Murder and mayhem, South African style
If all the drama of the Blade Runner case were packed into a movie, the audience would emerge grumbling about how unrealistic the story was. Even "Dexter" never got more complicated than this saga of murder and mayhem.
First came the startling news story about the Saint Valentine's Day shooting by Olympic track star Oscar Pistorius of his supermodel mistress. The footless flyer pumped four shots through his bathroom door, then claimed he thought he was shooting at an intruder. So far the Johannesburg prosecutors and police aren't buying it.
Next came the astounding revelation that the lead police investigator in the Pistorius case faced being charged with seven counts of attempted murder for unloading his sidearm into a moving vehicle packed with people.
Then, last Sunday, came the crÃÂ¨me de la crÃÂ¨me. Pistorius's sibling, Carl, stands accused of "culpable homicide" - what I think might be labeled negligent or vehicular homicide here in the states - for killing a woman in a traffic accident. The crash occurred back on '08. The deceased was on a motorcycle. Charges got dropped, but have now been reinstated.
The resuscitated charges appear to be an odd coincidence, coming hot on the heels of brother Oscar's peccadillo. However, the director of an outfit called Lawyers for Human Rights is quoted in the media to the effect that reinstating dropped charges, following subsequent investigation, isn't uncommon in South Africa. Whatever …
Meanwhile, as if the merely bizarre insisted upon morphing into the truly macabre, Pistorius's dead girlfriend appeared ghostlike in a previously videoed episode of a reality (are you kidding?) show called "Tropika Island of Treasure 5." Never mind that she had already been buried by the time the episode aired.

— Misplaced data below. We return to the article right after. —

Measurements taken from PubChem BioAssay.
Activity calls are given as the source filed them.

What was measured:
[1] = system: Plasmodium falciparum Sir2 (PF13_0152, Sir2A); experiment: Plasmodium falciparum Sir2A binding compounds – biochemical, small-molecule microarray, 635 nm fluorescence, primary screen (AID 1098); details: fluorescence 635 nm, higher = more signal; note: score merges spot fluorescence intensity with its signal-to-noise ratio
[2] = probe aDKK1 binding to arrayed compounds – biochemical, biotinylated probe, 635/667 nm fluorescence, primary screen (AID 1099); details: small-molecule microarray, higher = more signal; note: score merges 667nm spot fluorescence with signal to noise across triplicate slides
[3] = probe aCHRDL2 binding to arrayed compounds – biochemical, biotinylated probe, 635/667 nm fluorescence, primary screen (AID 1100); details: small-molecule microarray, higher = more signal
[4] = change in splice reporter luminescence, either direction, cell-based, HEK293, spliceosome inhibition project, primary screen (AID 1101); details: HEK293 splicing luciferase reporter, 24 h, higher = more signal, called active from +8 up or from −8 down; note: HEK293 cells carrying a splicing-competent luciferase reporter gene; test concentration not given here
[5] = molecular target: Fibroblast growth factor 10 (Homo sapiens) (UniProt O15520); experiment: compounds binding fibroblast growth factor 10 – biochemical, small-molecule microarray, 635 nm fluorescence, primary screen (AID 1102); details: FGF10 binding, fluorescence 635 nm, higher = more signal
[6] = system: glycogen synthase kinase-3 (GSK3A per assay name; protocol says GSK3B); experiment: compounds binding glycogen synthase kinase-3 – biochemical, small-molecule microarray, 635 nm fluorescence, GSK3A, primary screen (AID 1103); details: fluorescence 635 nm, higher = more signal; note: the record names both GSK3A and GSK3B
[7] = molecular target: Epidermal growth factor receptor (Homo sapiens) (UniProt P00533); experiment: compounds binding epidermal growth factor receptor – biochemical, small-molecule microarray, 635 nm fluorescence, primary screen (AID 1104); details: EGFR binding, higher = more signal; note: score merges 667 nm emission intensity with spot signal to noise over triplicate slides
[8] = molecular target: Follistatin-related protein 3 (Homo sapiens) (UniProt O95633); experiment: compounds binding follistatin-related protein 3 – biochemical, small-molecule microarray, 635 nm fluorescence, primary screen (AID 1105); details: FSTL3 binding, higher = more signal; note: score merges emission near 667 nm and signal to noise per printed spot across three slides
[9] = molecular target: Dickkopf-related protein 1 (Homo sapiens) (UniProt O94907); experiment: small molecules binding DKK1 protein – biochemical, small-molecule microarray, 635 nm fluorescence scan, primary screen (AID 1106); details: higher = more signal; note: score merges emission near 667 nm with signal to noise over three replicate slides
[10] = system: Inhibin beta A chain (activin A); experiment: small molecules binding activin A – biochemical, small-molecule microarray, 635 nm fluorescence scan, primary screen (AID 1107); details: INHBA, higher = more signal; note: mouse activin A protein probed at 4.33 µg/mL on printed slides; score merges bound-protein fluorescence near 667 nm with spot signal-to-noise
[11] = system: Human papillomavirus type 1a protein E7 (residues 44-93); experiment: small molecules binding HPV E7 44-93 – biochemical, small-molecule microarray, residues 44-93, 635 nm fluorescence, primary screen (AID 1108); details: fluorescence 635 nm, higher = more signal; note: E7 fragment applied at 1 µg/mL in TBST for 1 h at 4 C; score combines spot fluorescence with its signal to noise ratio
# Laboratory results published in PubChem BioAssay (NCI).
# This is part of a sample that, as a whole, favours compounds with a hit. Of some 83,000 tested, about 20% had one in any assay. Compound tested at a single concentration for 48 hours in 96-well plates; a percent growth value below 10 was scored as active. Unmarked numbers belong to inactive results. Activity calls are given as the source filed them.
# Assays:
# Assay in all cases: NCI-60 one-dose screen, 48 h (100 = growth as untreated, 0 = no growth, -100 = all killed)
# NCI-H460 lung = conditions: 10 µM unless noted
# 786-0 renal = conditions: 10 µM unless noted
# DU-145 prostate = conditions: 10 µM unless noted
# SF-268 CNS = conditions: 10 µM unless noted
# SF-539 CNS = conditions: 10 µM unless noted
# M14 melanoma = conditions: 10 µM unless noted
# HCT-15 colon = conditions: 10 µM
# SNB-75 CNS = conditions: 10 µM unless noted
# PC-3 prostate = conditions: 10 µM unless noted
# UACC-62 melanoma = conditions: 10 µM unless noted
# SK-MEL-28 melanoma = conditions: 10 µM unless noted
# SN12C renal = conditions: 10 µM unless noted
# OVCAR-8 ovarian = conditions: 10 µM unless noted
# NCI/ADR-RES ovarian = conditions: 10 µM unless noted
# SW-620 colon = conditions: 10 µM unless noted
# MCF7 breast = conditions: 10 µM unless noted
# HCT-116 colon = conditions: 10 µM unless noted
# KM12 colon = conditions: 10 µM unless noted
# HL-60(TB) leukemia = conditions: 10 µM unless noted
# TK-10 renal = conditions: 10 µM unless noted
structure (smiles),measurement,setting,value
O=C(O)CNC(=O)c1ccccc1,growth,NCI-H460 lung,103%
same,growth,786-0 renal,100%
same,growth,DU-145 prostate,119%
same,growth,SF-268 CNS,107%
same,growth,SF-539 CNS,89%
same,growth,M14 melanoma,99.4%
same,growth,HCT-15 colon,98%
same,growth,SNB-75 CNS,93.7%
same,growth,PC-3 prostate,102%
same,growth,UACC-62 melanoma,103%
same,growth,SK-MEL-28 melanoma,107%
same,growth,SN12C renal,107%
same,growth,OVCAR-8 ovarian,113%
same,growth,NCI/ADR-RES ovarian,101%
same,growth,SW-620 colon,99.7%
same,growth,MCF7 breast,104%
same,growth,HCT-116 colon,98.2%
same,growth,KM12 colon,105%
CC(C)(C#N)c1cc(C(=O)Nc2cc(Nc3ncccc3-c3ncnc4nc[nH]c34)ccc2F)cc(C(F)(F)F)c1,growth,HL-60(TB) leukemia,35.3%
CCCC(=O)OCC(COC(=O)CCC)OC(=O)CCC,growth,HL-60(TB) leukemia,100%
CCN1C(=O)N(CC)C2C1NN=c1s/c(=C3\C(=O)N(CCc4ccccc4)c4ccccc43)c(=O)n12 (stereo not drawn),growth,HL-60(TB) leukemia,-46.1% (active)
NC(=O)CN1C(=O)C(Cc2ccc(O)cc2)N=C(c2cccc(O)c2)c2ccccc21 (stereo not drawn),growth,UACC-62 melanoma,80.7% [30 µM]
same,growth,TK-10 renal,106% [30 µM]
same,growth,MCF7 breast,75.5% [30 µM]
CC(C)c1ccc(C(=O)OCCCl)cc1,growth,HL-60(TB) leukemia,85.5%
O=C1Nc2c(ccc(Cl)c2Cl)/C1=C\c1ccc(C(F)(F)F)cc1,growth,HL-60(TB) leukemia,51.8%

If you thought the O.J. Simpson and Casey Anthony "soap operas" racked up the ratings, just imagine what the Blade Runner will bring in, worldwide, if his case goes into a televised trial. No, folks, you just can't make up anything weirder than this one.
Pistorius's claim that he thought he was shooting a burglar isn't as crazy as it might sound. Johannesburg is listed as one of the five most dangerous cities in the world, with burglaries being one of the most common crimes. A total of 77 percent of those burglars bring guns with them; but the real irony is, the first thing they look for when burglarizing a home? Guns. (http://www.slate.com/blogs/crime/2013/02/14/oscar_pistorius_shooting_why_is_gun_violence_so_common_in_south_africa.html)
Not surprisingly, most South Africans don't claim to feel safer because they own guns. It's a vicious cycle owning guns to avoid crime, which in turn causes the crime to land on one's own doorstep that has been somewhat alleviated by the passing of 2000's Firearms Control Act. Whether the Pistorius shooting was an accident or not I'm sure we all know the answer to that the incident has brought to light how very easy it is for good intentions to turn sour. Making guns available for personal protection isn't the foolproof formula for safety that American Republicans like to pretend. Criminals aren't only the people on the streets they sometimes live in the nicest houses on the block.
Police spokeswoman Brigadier Denise Beukes said there have "previously been incidents at the home of Mr. Oscar Pistorius," leading them to believe the shooting was not an accident and that domestic violence in that home was not an aberration. I have to wonder: if we'd all stop looking at gun crime as something perpetrated only by those dirty criminals out on the street, and stop thinking that the solution is to arm more civilians to the teeth, could we have avoided yet another senseless death?